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MeSH Review


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Disease relevance of Hyperalgesia


Psychiatry related information on Hyperalgesia


High impact information on Hyperalgesia


Chemical compound and disease context of Hyperalgesia

  • Here we present a new model for noradrenaline-sensitive hyperalgesia and demonstrate that the site of action of noradrenaline is not on the primary afferents but rather is presynaptic on the sympathetic post-ganglionic terminals [16].
  • NSAIDs are now shown to exert a direct spinal action by blocking the excessive sensitivity to pain (hyperalgesia) induced by the activation of spinal glutamate and substance P receptors [17].
  • This diet-induced hyperalgesia can be reversed by feeding the animals diets with adequate amounts of tryptophan, or by systemic injections of the amino acid [18].
  • There is compelling evidence linking bradykinin (BK) with the pathophysiological processes that accompany tissue damage and inflammation, especially the production of pain and hyperalgesia [19].
  • Spinal inflammatory hyperalgesia is mediated by prostaglandin E receptors of the EP2 subtype [20].
  • In pain and opioid-experienced rats, NMDA receptor antagonists, ketamine or BN2572, completely prevented hyperalgesia when injected just before NNES or fentanyl ULD [21].
  • 4 days of dexamethasone as well as doxantrazole diminished the SLIGRL-induced hyperalgesia for all volumes of distension [22].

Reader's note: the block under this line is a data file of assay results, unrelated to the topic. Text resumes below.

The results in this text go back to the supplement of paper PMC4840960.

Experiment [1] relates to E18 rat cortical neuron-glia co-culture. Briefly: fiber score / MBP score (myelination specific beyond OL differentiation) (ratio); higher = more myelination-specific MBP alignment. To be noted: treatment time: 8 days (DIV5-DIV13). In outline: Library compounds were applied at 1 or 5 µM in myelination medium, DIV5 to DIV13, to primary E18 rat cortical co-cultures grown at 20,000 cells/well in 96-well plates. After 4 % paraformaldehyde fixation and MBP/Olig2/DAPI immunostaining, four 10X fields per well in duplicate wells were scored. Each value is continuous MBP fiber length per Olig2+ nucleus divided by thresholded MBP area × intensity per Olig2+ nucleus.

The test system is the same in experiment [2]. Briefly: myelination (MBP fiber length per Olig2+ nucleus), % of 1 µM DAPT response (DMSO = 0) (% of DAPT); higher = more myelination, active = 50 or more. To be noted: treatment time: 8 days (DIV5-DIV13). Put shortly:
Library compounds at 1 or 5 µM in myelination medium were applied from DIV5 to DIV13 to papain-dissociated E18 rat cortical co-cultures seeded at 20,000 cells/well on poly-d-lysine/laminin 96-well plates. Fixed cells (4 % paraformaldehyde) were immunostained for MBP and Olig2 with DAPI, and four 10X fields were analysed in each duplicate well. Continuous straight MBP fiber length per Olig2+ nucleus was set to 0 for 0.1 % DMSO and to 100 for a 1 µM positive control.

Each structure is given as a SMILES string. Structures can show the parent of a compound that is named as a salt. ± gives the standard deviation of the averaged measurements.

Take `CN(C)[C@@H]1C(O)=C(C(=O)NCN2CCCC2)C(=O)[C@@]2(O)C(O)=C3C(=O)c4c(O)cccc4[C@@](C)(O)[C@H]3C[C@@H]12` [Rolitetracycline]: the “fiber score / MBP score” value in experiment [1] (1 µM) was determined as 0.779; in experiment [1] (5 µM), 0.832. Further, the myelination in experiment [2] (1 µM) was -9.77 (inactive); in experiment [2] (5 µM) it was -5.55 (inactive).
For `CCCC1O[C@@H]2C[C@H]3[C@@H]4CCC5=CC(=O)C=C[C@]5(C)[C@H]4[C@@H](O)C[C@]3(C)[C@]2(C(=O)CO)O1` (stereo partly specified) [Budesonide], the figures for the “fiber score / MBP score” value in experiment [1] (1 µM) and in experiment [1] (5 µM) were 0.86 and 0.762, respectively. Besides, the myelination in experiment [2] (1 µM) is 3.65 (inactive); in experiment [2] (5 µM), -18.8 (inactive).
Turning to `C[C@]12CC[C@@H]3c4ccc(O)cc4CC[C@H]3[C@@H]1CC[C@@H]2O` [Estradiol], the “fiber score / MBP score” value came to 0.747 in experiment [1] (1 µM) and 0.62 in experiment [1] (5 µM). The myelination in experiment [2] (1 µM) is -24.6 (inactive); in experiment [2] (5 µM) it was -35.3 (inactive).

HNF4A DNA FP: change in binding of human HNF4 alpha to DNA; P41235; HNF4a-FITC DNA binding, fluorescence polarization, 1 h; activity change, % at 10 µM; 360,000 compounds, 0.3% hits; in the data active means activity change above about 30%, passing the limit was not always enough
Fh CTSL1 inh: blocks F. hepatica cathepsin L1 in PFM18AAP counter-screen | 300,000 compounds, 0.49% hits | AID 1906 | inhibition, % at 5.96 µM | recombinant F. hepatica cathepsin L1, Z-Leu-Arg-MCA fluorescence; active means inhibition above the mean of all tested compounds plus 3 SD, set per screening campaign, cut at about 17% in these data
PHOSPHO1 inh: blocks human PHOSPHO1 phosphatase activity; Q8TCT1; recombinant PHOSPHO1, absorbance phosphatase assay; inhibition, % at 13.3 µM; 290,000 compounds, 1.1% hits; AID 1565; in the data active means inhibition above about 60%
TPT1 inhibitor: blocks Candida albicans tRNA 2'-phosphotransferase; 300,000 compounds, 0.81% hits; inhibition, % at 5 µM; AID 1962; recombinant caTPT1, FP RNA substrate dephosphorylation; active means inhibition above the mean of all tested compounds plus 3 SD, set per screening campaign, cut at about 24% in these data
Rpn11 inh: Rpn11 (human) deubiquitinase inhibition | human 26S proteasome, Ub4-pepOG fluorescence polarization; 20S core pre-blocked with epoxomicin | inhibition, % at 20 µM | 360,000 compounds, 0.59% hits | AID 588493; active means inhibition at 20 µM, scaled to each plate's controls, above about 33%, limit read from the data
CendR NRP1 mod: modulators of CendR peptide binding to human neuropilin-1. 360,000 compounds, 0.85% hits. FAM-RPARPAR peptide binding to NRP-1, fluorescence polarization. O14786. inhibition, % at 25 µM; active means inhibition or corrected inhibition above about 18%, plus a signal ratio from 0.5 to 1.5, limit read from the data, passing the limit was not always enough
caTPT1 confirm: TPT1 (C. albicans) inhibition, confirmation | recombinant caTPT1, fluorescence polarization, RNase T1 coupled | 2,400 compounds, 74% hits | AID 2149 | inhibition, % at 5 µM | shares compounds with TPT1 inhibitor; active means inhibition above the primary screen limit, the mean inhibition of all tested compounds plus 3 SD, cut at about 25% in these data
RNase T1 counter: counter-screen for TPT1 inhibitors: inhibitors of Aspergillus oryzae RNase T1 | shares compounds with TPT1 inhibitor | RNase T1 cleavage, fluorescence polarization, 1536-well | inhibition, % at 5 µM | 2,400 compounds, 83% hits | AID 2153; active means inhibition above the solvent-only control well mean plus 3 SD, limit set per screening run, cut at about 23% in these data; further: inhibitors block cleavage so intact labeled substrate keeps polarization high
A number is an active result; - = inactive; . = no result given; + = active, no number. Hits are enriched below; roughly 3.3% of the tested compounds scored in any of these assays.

Biological context of Hyperalgesia


Anatomical context of Hyperalgesia


Gene context of Hyperalgesia

  • We have delineated the region of IL-1 beta mediating the hyperalgesic effect and developed an analgesic tripeptide analogue of IL-1 beta which antagonizes hyperalgesia evoked by IL-1 beta and by the inflammatory agent carrageenan [31].
  • After a peripheral inflammatory stimulus, EP2-/- mice exhibit only short-lasting peripheral hyperalgesia but lack a second sustained hyperalgesic phase of spinal origin [20].
  • This process, called sensitization or hyperalgesia, is mediated by a variety of proinflammatory factors, including bradykinin, ATP and NGF, which cause sensitization to noxious heat stimuli by enhancing the membrane current carried by the heat- and capsaicin-gated ion channel, TRPV1 [32].
  • We conclude that when unopposed by NA, substance P acting at the NK1 receptor causes chronic thermal hyperalgesia, and that the reduced opioid efficacy associated with a lack of NA is due to increased NK1-receptor stimulation [33].
  • Therapeutic or prophylactic administration of SC-560 in the rat carrageenan footpad model did not affect acute inflammation or hyperalgesia at doses that markedly inhibited in vivo COX-1 activity [34].

Analytical, diagnostic and therapeutic context of Hyperalgesia


  1. Relation between sympathetic vasoconstrictor activity and pain and hyperalgesia in complex regional pain syndromes: a case-control study. Baron, R., Schattschneider, J., Binder, A., Siebrecht, D., Wasner, G. Lancet (2002) [Pubmed]
  2. Alterations in nociception and body temperature after intracisternal administration of neurotensin, beta-endorphin, other endogenous peptides, and morphine. Nemeroff, C.B., Osbahr, A.J., Manberg, P.J., Ervin, G.N., Prange, A.J. Proc. Natl. Acad. Sci. U.S.A. (1979) [Pubmed]
  3. Kappa- and delta-opioids block sympathetically dependent hyperalgesia. Taiwo, Y.O., Levine, J.D. J. Neurosci. (1991) [Pubmed]
  4. Gene transfer of glutamic acid decarboxylase reduces neuropathic pain. Hao, S., Mata, M., Wolfe, D., Huang, S., Glorioso, J.C., Fink, D.J. Ann. Neurol. (2005) [Pubmed]